This tutorial will introduce a new type of gradient paint type, not covered by OpenVG specifications: conical gradients. In order to extend the OpenVG API and add the support for conical gradients, new values for existing parameter types have been defined (see vgext.h), anyway the OpenVG pipeline behaviour remains the same. So lets start.

Conical gradients define a scalar-valued gradient function based on a gradient center point (cx, cy), a target point (tx, ty) and the number or repeats. The scalar function has the following properties:

• it is equal to 0 along the oriented direction (cx, cy) - (fx, fy) (i.e. from center towards target)

• proceding counterclockwise, it is equal to the normalized angle (respect to the center-target direction) multiplied by the number of repeats

Such scalar value is mapped to colors by color ramps, exactly as it happens for linear (have a look at it for more details) and radial gradients (have a look at it for more details).

Geometric properties (center and target) defining a conical gradient are specified in the paint coordinates system; according to the OpenVG pipeline, such system is then transported to the path coordinates system throught a “paint-to-user” affine matrix (VG_MATRIX_FILL_PAINT_TO_USER / VG_MATRIX_STROKE_PAINT_TO_USER). Finally the filled/stroked path is moved to the drawing surface system by another affine matrix, the so called “path-user-to-surface” (VG_MATRIX_PATH_USER_TO_SURFACE).

To enable conical gradient paint, use vgSetParameteri to set the paint type to VG_PAINT_TYPE_CONICAL_GRADIENT_MZT. The conical gradient parameters are set using vgSetParameterfv with a paramType argument of VG_PAINT_CONICAL_GRADIENT_MZT. The gradient values are supplied as a vector of 5 floats in the order cx, cy, tx, ty, repeats.

// create a paint object
VGfloat conGradParams[5] = { cx, cy, tx, ty, repeats };
// set the paint to be a conical gradient
// set geometric parameters for the conical gradient (cx, cy), (tx, ty), repeats


Color ramps behaviour does not change for conical gradients, it’s the same as specified for linear and radial gradients: VG_PAINT_COLOR_RAMP_STOPS parameter takes an array of floating-point values giving the offsets and colors of the stops, and all the three spread modes are supported too (VG_COLOR_RAMP_SPREAD_PAD, VG_COLOR_RAMP_SPREAD_REPEAT, VG_COLOR_RAMP_SPREAD_REFLECT).

In the pictures below you can see the visual meaning of conical gradient repeats.

No repeatsTwo repeatsThree repeats

## The tutorial code

In order to simplify both code and understanding, we will set the VG_MATRIX_FILL_PAINT_TO_USER matrix to the identity: so the paint coordinates system will coincide with the path-user one. An additional simplification is given by setting the VG_MATRIX_PATH_USER_TO_SURFACE matrix as a unifrom scale plus a translation only (see tutorialDraw function):

vgSeti(VG_MATRIX_MODE, VG_MATRIX_PATH_USER_TO_SURFACE);
vgTranslate(userToSurfaceTranslation[X], userToSurfaceTranslation[Y]);
vgScale(userToSurfaceScale, userToSurfaceScale);


So we can implement a simple map from the paint coordinates system to the drawing surface system as follow:

// Map a point from the paint coordinates system to the drawing surface system.
// NB: in the general case we should have applied a matrix transformation given by the
// concatenation of VG_MATRIX_FILL_PAINT_TO_USER and VG_MATRIX_PATH_USER_TO_SURFACE
PaintToSurface(paintPoint) = (paintPoint * userToSurfaceScale) + userToSurfaceTranslation


The inverse transformation maps a point from the drawing surface coordinates system to the paint system:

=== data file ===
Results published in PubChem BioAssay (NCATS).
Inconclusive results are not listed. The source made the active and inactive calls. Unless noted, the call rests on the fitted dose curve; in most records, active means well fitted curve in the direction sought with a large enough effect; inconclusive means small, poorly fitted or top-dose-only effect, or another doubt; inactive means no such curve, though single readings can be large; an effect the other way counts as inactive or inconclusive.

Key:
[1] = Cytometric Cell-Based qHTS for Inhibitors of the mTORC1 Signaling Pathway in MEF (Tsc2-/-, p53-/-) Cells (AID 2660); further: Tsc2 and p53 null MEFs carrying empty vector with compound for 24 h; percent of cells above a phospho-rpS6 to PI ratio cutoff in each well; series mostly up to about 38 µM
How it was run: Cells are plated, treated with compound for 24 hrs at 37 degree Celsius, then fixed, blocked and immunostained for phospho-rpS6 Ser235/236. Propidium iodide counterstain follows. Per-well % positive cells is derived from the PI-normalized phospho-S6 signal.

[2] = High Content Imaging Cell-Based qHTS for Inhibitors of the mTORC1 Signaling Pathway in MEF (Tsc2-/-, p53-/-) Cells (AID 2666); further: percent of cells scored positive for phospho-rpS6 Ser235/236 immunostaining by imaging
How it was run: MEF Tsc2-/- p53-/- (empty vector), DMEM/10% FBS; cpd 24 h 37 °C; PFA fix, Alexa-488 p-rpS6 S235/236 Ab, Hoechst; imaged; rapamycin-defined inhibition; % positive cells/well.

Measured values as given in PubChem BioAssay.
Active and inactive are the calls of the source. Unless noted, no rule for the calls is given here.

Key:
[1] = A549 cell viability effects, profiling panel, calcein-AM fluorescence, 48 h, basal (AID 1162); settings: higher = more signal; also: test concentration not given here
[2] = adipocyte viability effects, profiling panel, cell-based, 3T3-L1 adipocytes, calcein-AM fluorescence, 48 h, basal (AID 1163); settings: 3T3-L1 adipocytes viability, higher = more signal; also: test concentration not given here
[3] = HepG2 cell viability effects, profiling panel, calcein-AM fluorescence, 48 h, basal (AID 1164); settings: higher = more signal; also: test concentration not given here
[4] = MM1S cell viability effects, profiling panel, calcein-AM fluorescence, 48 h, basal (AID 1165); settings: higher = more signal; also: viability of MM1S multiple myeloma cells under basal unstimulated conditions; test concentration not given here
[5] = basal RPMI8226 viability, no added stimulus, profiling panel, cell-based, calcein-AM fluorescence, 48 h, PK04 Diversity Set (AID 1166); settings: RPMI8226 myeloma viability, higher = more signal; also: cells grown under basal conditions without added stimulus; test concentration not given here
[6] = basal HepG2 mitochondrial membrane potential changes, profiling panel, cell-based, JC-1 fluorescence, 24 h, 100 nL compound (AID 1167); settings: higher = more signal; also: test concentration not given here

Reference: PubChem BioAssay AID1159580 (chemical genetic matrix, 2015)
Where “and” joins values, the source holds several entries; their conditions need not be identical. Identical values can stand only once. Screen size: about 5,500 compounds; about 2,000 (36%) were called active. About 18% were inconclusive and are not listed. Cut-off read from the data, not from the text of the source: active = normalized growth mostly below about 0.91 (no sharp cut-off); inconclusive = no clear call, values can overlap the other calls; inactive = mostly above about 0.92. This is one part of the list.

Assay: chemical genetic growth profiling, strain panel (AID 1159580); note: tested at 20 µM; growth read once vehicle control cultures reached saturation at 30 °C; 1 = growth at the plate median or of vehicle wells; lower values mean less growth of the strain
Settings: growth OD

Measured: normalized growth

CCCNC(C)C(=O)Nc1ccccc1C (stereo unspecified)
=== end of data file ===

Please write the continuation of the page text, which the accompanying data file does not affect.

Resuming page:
// NB: in the general case we should have applied a matrix transformation given by the
// concatenation of inverse(VG_MATRIX_PATH_USER_TO_SURFACE) and inverse(VG_MATRIX_FILL_PAINT_TO_USER).
SurfaceToPaint(surfacePoint) = (surfacePoint - userToSurfaceTranslation) / userToSurfaceScale


Conical gradient repeats represent just a dimensionless number, so it remains the same regardless of the reference system.

The tutorial draws a circle path at the center of drawing surface, filled with a radial gradient. The path is created in object space with center at (0, 0) and a radius of 1 (see genPaths function):

// create the circle that will be filled by the radial gradient paint
filledCircle = vgCreatePath(VG_PATH_FORMAT_STANDARD, VG_PATH_DATATYPE_F,
1.0f, 0.0f, 0, 0, VG_PATH_CAPABILITY_ALL);
vguEllipse(filledCircle, 0.0f, 0.0f, 2.0f, 2.0f);


By having defined the path in this tricky way, it’s really easy to scale and center it in order to fit the drawing surface:

// calculate "path user to surface" transformation
void userToSurfaceCalc(const int surfaceWidth,
const int surfaceHeight) {
// find the minimum dimension between surface width and height, then halve it
int halfDim = (surfaceWidth < surfaceHeight) ? (surfaceWidth / 2)
: (surfaceHeight / 2);
// calculate scale factor in order to cover 90% of it
userToSurfaceScale = halfDim * 0.9f;
// translate to the surface center
userToSurfaceTranslation[X] = surfaceWidth / 2;
userToSurfaceTranslation[Y] = surfaceHeight / 2;
}


Gradient control points (i.e. center and focus) are highlighted by two white spots that can be moved by using mouse/touch. Such geometric parameters are stored, in paint coordinates system, by three variables:

// conical gradient parameters: center, target and repeats

• every time we need to know their coordinates in surface space (e.g. when we want to draw them, within tutorialDraw function), we use the PaintToSurfacemapping (see gradientParamsGet function)
• every time we need to set a gradient control point in order to match the mouse/touch position (that is expressed in drawing surface space), we use the SurfaceToPaint mapping (see gradientParamsSet function)
The VG_MZT_color_ramp_interpolation extension, that we have seen in the previous tutorials, is supported by conical grandients too.